At Kane Ranch Open Space, the silence immediately struck. Only songs of meadowlarks. They fluttered between a brief stand of cottonwoods, over a dry creek here on the prairie that seemed much farther than 4 miles east of Fountain.

Up the wide trail, you might be surprised again — this time by the views.

This was a clear day, blue sky against the snow-shimmering Sangre de Cristo peaks. The twin Spanish Peaks loomed far south. Closer to Pueblo was Greenhorn Mountain. Far north was Mount Herman. And in between: a stately Pikes Peak between its other recognizable neighbors.

We contemplated the remote valleys of those high reaches while finding ourselves in a place that also felt isolated. It wasn’t really; adjacent to the parking lot is an active farm. Cars roamed the road to Fountain. Amazing how quickly that town’s booming neighborhoods suddenly disappeared.

This was our welcome to El Paso County’s new open space, intended for that growing population.

It’s intended for hikers and runners and anyone preferring two wheels, but county officials have stated their primary aim to entice equestrians. A sole, wide trail is fittingly called Lariat Trail, shaped like a lasso.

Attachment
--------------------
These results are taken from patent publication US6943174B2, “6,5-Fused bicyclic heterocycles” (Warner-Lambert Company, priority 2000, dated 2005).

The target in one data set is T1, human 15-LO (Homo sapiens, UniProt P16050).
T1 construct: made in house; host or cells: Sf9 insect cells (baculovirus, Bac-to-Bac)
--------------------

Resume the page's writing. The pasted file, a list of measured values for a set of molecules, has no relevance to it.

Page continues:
The path stems almost 3 miles straight to a short loop covering the highest, southern-most portion of the open space.

Early on the trail we passed a sign warning of rattlesnakes. They’re known to rest by cactus and prairie dog holes.

Just another reminder that wild elements aren’t reserved for those far-off mountains. Also to contend with here: harsh winds and sun.

Trip log: 3.6 miles out and back

Getting there: Located at 12791 Squirrel Creek Road. Going south on Interstate 25, take exit 132A to merge onto Mesa Ridge Parkway. Continue about 2 miles and turn right onto Fountain Mesa Road. In a mile, turn left onto C & S Road, then in another mile right onto Link Road, then in another mile left onto Squirrel Creek Road. In 4 miles, Kane Ranch will be marked on the right.

FYI: 5 a.m.-9 p.m. April-October; 6 a.m.-6 p.m. November-March. Dogs on leash. Non-motorized trail. No camping, smoking or open flames.

SETH BOSTER, THE GAZETTE

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